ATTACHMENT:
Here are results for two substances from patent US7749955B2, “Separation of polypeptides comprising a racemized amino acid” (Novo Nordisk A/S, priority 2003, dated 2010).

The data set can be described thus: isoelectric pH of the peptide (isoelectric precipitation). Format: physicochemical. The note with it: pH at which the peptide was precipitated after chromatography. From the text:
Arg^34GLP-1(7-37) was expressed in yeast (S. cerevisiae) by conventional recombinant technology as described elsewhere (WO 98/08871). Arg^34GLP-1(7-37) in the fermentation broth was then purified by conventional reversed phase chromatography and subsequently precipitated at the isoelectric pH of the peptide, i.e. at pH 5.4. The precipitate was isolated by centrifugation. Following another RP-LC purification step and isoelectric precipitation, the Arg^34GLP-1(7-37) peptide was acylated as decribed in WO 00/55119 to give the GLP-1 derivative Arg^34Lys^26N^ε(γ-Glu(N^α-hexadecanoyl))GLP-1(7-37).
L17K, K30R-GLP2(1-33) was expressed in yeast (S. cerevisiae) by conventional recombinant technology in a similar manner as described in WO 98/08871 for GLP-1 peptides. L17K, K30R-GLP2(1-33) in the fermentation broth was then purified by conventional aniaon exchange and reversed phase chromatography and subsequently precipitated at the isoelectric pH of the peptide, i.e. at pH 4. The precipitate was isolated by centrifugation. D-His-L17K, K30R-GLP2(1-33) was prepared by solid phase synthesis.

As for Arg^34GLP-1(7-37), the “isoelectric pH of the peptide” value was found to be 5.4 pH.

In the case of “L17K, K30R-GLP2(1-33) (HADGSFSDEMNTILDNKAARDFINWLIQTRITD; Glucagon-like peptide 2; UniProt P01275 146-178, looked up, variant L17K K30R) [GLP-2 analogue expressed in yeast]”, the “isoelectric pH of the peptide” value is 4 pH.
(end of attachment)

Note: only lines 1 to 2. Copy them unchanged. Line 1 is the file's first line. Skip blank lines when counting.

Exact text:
Here are results for two substances from patent US7749955B2, “Separation of polypeptides comprising a racemized amino acid” (Novo Nordisk A/S, priority 2003, dated 2010).

The data set can be described thus: isoelectric pH of the peptide (isoelectric precipitation). Format: physicochemical. The note with it: pH at which the peptide was precipitated after chromatography. From the text: